“Let all mortal flesh keep silent,” commands one of many hymns in Portland Playhouse’s “A Christmas Carol“—but these actors don’t need divine help. Even the peers of Tiny Tim in the front rows sit still and stifle their every peep. That’s how riveting and reverent this production is, thanks to a well-considered story adaptation by Rick Lombardo and crisp, deft direction from Cristi Miles.
Plenty of local theaters are currently presenting a take on this classic. PCS’s “Twist Your Dickens” comically riffs on the story with a Second City sketch show. The Old Church will host a reading by veteran Thom Bray. Post5 offers two versions: Phillip J. Berns’ one-man recitation with all the voices, and “No One Likes Scrooge: A Bouffon Christmas Special.” Even Wanderlust Circus has one, “A Circus Carol,” accompanied by 3 Leg Torso. Each of these shows brings its own charms, but none carries the torch for a traditional ensemble play with all the trimmings like Portland Playhouse.
In a way, this nod to tradition is surprising. This time last year, Playhouse was showing August Wilson’s “King Hedley II,” set in the crumbling infrastructure of 1980’s Pittsburgh. The year before, it was the equally edgy “Angels In America,” at the heart of the New York AIDS epidemic. And before that? “Dying City,” a portrait of a Gulf War casualty. As a Victorian relic, “Carol” is the odd show out. However, as an unflinchingly sympathetic look at marginalized lives, the story is very much in this theater’s mode.
The music alone could make for a beautiful holiday concert, with brilliant arranger Anna Lackaff seemingly challenging herself to never use the same instrumental mix twice. For “Mortal Flesh,” the piano drones an ominous octave and the players sing a bleak, beautiful unison, diffusing into harmonies as they shift into “O Come Emmanuel.” A dramatic cymbal simmers, a tom booms and snow begins to sift down from the rafters. In lighter moments than this, peasants’ instruments are sprinkled in like so many spices. Bodhran, recorder, bells, and accordion are ushered in by the various players who double as narrators and characters.
Ensemble is a feature of this show by necessity. The stage is too small and too exposed (with audience on both sides) for elaborate set changes, so actors pilot furniture on and offstage like props. Four narrators uphold the four posters of Scrooge’s bed. Two confront him with his door handle and knocker. Musicians, too, inhabit the stage in drifts, or work the piano and drums from very close in the wings. The effect of such a peopled space is twofold: it makes the show that much more haunted, with characters more at the mercy of “unseen” forces than they care to acknowledge. It also directly checks Scrooge’s egocentric misperception of the world—namely, his erroneous presumption that he’s ever alone in it.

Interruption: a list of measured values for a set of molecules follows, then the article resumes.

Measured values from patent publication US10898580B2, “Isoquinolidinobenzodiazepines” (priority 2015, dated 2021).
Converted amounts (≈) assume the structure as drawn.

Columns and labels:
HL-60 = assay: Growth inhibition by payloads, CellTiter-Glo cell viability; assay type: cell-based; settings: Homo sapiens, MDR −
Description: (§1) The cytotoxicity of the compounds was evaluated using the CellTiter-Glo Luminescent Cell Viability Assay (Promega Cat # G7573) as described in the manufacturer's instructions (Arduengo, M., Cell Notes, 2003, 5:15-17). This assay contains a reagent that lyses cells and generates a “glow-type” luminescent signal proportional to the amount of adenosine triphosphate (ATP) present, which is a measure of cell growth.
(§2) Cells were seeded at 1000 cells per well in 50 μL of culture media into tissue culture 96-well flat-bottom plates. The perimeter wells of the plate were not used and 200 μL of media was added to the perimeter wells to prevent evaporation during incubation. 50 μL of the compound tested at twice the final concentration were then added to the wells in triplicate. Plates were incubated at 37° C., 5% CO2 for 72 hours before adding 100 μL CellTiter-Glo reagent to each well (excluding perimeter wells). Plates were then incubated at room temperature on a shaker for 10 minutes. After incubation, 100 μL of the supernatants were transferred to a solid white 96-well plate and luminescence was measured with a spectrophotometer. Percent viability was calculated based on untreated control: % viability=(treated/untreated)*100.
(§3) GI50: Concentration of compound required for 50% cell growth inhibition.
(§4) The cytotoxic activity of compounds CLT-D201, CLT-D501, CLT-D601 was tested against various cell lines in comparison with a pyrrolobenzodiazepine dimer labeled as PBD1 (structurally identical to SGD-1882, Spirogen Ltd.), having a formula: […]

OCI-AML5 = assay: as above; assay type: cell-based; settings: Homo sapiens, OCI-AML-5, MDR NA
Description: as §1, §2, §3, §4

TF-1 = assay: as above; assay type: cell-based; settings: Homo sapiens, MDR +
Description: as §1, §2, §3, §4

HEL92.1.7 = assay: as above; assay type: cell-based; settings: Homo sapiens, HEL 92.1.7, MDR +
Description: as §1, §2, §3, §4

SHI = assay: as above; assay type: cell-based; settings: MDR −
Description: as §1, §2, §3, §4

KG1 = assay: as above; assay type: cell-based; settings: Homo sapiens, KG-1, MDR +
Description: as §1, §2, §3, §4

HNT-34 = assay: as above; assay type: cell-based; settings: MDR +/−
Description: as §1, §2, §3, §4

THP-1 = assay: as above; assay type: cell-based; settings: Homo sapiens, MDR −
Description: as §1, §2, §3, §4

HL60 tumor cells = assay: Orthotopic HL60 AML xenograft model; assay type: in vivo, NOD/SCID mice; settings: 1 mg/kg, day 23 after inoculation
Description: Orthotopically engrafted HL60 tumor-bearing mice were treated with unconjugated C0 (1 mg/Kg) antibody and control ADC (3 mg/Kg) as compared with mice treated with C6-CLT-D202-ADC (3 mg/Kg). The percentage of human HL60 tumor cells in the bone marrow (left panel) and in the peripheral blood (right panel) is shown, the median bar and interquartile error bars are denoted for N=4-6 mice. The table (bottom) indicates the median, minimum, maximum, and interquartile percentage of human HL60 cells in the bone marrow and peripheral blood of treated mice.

Of course, there are some standouts. Joshua Weinstein (recently seen in Artists Rep’s Foxfinder) is a magnet for audience eyes even while roving through bit roles and singing and speaking with the chorus. As the past’s Young Scrooge, he revives the pleasure/propriety struggle he addressed as a main character in “Foxfinder.” But as the present’s Topper, a bawdy bachelor at Scrooge’s nephew’s party, he shows another side: relaxed and randy, with no moral compunctions. Ashley Williams is the show’s reigning “Mrs.”, playing both Cratchit and Fezziwig’s better half with a warmth that occasionally flares into fiery. Danielle Purdy plays Belle with the same rueful, vulnerable intensity she brought to JAW’s “Mai Dang Lao” this summer.
The role of Scrooge goes to “rookie” Drew Harper, who holds his own from curmudgeon to changed man with veteran panache. But the Spirit Award goes to Jen Rowe—meaning, she plays ALL of the four spirits: Marley, Past, Present, and Future. Her Marley seems, in the interest of precision, a little clipped and rushed. Her other ghosts, however, are strong within their various traditions of character, and distinct from one another: Past has a high, flutey voice and a silvery laugh; Present is beatific and jocular with a holly headdress and a hearty guffaw; Future—as typical—is silent, but Rowe’s face is visible and stern rather than concealed as she trains a spotlight on various specters. Rowe plays Present particularly well, tethering lines that sometimes seem oblique directly to the concept of “the present” to imbue them with maximum meaning. Lombardo’s adaptation also helps. Ignorance and Want cling to the Present. The Present’s rapidly aging, and his time upon this earth grows short. The Present has more than 1800 “brothers”—the years A.D. in the time of Dickens. The distance between concept and character is especially well bridged here.
Dickensian hardscrabble can be tough to depict in a dignified, believable way, without seeming hammily maudlin or “awright guv’ner” cockney clichéd. Christmas music, too, can be hard to keep interesting. Even English accents and period costumes are no cinch to perfect, especially from a range of social classes and regions. But Playhouse manages all this gracefully, while preserving the humanist heart of the story. If you’re putting all your holiday shillings in one “Christmas Carol”‘s coffer, this version is your surest bet.
A. L. Adams also writes the monthly column Art Walkin’ for The Portland Mercury, and is former arts editor of Portland Monthly Magazine. Read more from Adams: Oregon ArtsWatch | The Portland Mercury
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